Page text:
Man alive, is it a good time to be the 80s or what? We have Stranger Things still tearing up the Netflix ratings, and the show’s soundtracking band S U R V I V E on a world tour behind their new album (you can catch them at Crocodile 10/12). Death Waltz and Mondo are introducing a new generation to classic soundtracks every month. John Carpenter just wrapped up his first world tour ever after four decades of making movies and soundtracks. Now this week, veteran Italian composer Fabio Frizzi is playing Neumos, and emerging Italian dark wave artist Confrontational gives us a new LP. Producer Massimo Usai deserves the placement among heroes, and the right critics are starting to take notice – horror film central Bloody Disgusting premiered the album, while synth mastermind Cody Carpenter took a break from the tour with his father to feature on his second Confrontational LP in a row. Usai’s chilly retro creations are well informed and intentional, each one a true love letter to Italian horror and the classic dark wave genre. New album Kingdom of Night is absolutely no exception, as it presents his best work yet. A seedy neon adventure from the first moment to the last, Confrontational gives us a tour of his kingdom behind crimson curtains without an ounce of fear, and all in time to dazzle your Halloween party playlists.
Kingdom of Fear is shaped like one of the many movies it could soundtrack. The somber intro “Kingdom Come” quickly builds into an explosive first act, then the plot thickens on side B before a confident and revealing outro with Cody Carpenter feature “Crimson Curtains”. Usai has done his homework, extensively – his engaging and dynamic first LP A Dance of Shadows was great evidence of this. Atmosphere tunes like “Shadowdancing” and “Forsaken” showed off dynamics and dark wave know-how, while the pop tunes like “Flat/Line” and “One Last Kiss” showed off monumental Italo disco size and scope. But with Kingdom of Night, Usai no longer needs to prove his stead. Rather, he can create something that stands on its own accord, and that’s exactly what this album does. With shape, texture, and plenty of feeling, Confrontational makes his second full length outing really memorable and much more individual than its predecessor.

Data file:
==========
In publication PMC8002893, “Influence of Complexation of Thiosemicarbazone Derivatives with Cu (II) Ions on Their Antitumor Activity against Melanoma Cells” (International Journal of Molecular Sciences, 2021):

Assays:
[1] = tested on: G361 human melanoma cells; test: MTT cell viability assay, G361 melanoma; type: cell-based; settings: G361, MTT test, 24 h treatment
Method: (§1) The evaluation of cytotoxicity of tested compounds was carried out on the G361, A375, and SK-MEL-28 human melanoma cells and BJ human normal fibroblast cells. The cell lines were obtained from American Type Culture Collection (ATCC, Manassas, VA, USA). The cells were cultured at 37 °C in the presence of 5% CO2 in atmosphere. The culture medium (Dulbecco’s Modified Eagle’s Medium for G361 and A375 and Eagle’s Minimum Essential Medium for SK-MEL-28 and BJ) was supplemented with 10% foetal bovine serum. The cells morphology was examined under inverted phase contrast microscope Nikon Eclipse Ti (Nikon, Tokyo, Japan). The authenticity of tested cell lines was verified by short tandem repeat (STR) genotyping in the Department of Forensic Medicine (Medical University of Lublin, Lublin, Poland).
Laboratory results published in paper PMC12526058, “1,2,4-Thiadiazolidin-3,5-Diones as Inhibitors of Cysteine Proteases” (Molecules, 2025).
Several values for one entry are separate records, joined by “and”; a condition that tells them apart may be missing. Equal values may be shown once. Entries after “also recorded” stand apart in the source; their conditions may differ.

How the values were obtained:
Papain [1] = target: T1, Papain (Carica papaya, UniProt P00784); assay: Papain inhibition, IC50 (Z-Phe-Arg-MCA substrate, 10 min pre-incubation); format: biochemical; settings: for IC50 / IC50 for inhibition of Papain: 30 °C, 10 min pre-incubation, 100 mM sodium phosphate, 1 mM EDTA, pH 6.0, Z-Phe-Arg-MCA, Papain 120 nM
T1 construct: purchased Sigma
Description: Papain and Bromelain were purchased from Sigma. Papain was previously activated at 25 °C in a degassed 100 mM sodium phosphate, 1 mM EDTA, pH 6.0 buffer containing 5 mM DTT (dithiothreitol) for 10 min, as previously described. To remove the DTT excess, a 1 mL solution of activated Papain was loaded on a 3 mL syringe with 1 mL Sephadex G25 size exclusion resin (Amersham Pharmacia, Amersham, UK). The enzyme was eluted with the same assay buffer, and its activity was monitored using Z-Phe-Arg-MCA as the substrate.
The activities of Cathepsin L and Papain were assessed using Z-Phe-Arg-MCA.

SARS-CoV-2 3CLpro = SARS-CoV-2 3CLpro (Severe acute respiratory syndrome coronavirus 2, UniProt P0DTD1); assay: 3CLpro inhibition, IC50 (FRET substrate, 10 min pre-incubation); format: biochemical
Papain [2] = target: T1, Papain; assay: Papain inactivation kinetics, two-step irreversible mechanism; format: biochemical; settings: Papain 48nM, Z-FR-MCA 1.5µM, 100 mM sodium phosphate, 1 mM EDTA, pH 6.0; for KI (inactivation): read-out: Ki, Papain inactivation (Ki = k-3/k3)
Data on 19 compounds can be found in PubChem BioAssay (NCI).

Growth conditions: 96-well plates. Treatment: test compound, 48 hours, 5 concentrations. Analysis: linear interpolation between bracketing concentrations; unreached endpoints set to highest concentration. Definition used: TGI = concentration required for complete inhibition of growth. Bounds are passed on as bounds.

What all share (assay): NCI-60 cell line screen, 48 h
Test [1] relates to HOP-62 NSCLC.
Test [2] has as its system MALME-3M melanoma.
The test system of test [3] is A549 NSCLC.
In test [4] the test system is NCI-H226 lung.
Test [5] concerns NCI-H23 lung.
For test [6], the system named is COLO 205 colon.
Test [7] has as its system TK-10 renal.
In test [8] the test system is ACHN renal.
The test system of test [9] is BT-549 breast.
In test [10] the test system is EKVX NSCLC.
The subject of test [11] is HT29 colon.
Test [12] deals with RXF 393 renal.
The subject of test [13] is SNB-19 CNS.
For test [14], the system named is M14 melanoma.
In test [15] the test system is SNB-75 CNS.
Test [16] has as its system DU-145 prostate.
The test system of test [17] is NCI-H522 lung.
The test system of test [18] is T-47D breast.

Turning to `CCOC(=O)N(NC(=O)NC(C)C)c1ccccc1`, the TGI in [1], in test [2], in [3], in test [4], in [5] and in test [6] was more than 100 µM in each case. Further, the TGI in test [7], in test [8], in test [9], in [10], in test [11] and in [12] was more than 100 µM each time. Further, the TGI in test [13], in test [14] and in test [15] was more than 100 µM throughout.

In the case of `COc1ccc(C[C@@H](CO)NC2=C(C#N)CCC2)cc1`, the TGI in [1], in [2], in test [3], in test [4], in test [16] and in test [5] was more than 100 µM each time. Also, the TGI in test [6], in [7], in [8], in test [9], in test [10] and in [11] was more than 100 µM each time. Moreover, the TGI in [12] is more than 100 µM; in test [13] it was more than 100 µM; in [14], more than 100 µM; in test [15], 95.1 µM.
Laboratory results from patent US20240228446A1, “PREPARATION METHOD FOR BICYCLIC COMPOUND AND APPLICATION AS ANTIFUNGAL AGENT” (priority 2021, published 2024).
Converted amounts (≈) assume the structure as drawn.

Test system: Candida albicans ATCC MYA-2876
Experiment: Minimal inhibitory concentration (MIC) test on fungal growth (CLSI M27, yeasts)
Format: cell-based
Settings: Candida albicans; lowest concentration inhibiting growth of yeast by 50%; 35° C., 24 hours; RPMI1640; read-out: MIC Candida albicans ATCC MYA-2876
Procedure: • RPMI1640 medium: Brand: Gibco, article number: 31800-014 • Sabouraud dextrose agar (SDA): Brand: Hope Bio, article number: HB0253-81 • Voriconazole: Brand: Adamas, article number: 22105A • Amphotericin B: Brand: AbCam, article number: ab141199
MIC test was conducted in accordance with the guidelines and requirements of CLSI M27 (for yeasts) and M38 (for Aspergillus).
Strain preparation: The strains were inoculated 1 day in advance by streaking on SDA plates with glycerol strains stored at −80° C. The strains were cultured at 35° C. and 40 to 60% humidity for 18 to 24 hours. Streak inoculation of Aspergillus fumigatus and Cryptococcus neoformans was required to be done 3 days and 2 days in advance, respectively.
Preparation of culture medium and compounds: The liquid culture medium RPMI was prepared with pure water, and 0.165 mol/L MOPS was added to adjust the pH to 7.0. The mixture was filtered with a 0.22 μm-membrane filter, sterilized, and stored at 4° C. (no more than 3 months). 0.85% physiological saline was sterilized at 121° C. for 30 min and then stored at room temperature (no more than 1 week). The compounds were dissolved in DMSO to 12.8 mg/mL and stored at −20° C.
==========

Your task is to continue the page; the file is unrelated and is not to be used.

After “Kingdom Come” lays the groundwork, Usai quickly jumps into darker and more daring terrain. The spacey, snapping drum fills of A Dance of Shadows sit atop thicker, more menacing bass. One thing about writing 80s music with the gift of hindsight: you get to use the best of the years following to make the past even stronger. That’s exactly what Confrontational does here, walking similar terrain that Disasterpiece did with their soundtrack to It Follows, or Gregory James Jenkins’ soundtrack to slasher send-up The Final Girls. But Usai has an ear for vintage sounds, and he never lets the digital frontier get the best of him. The best example might be “Stand Your Ground”, one of the best tracks on the album, and a worthy SSQ-esque theme song if they ever decide to remake Return of the Living Dead. Joining Confrontational on this track is Tony Kim, who makes his own dark wave compositions as Dance of the Dead. Whereas Kim’s terrain is often much heavier in terms of over-the-top horror glitz, here on Kingdom of Night, his blistering guitar solo sounds par for the course, giving side A of the album an earth-shattering high point, while still never breaking the determined shape of the full album.
Side B is where the potential opening credit numbers fade into Carpenter-esque mystery. Tunes like “Tanit” and “The Night Is Done” wander in the darkness, finding unspeakable answers to foreboding questions, building tension with every mounting second. The one pop offering that Confrontational gives us on side B is a highlight. Usai finds the perfect center of his interests on “Keep Faith”, his duet with dark French pop act Hante (Hélène de Thoury). The two sound wonderful together, trading heavy European accents over endless synthesizers, all creating enough vampiric sensuality to merit a midnight movie premiere. Here, you see that there’s absolutely nothing but conviction in his sound, longing for some semblance of truth in an endless night. It’s this darkness that ends up shrouding both band and listener as the final act is revealed. And with his second Cody Carpenter collaboration, Usai gets to show off a very different segment of his Carpenter influence in shimmering, spectacular fashion. Where A Dance of Shadows collaboration “To Live and Die on the Air” was a driving, soaring pop track, “Crimson Curtains” is nothing if it not conclusive, offering a memorable final scene and fade to black like a magnificent duel of fates. It’s here where the truly cinematic nature of Kingdom of Night is driven home, and it’s a movie you’ll want to hit repeat on.
Kingdom of Night is out now. Grab the album digitally, or on CD or vinyl, over at Confrontational’s Bandcamp.